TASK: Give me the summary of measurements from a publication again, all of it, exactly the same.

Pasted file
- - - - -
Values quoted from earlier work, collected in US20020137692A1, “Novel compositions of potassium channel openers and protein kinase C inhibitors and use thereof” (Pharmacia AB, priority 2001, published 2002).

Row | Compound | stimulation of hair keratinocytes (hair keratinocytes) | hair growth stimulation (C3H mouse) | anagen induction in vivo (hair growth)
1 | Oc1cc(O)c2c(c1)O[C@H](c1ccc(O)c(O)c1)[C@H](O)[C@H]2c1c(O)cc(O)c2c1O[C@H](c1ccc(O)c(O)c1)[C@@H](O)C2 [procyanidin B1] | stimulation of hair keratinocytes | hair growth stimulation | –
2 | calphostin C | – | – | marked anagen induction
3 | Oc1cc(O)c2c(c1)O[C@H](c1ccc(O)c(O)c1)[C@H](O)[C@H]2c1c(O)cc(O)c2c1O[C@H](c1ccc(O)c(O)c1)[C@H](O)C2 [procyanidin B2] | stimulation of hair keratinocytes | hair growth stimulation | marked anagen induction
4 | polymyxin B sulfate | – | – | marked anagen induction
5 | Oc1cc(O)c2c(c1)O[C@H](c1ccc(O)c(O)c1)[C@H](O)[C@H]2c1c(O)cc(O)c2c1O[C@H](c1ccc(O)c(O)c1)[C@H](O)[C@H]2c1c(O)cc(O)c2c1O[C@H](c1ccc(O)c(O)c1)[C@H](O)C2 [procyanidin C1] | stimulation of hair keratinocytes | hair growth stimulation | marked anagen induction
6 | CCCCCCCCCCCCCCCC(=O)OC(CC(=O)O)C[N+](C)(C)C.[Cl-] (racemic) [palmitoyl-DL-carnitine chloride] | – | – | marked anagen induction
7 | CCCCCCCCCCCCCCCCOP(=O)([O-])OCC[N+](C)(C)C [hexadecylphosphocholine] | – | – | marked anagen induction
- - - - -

Values quoted from earlier work, collected in US20020137692A1, “Novel compositions of potassium channel openers and protein kinase C inhibitors and use thereof” (Pharmacia AB, priority 2001, published 2002).

Row | Compound | stimulation of hair keratinocytes (hair keratinocytes) | hair growth stimulation (C3H mouse) | anagen induction in vivo (hair growth)
1 | Oc1cc(O)c2c(c1)O[C@H](c1ccc(O)c(O)c1)[C@H](O)[C@H]2c1c(O)cc(O)c2c1O[C@H](c1ccc(O)c(O)c1)[C@@H](O)C2 [procyanidin B1] | stimulation of hair keratinocytes | hair growth stimulation | –
2 | calphostin C | – | – | marked anagen induction
3 | Oc1cc(O)c2c(c1)O[C@H](c1ccc(O)c(O)c1)[C@H](O)[C@H]2c1c(O)cc(O)c2c1O[C@H](c1ccc(O)c(O)c1)[C@H](O)C2 [procyanidin B2] | stimulation of hair keratinocytes | hair growth stimulation | marked anagen induction
4 | polymyxin B sulfate | – | – | marked anagen induction
5 | Oc1cc(O)c2c(c1)O[C@H](c1ccc(O)c(O)c1)[C@H](O)[C@H]2c1c(O)cc(O)c2c1O[C@H](c1ccc(O)c(O)c1)[C@H](O)[C@H]2c1c(O)cc(O)c2c1O[C@H](c1ccc(O)c(O)c1)[C@H](O)C2 [procyanidin C1] | stimulation of hair keratinocytes | hair growth stimulation | marked anagen induction
6 | CCCCCCCCCCCCCCCC(=O)OC(CC(=O)O)C[N+](C)(C)C.[Cl-] (racemic) [palmitoyl-DL-carnitine chloride] | – | – | marked anagen induction
7 | CCCCCCCCCCCCCCCCOP(=O)([O-])OCC[N+](C)(C)C [hexadecylphosphocholine] | – | – | marked anagen induction